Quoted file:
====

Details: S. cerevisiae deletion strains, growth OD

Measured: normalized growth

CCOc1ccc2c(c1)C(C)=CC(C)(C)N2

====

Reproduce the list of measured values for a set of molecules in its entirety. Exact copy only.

Details: S. cerevisiae deletion strains, growth OD

Measured: normalized growth

CCOc1ccc2c(c1)C(C)=CC(C)(C)N2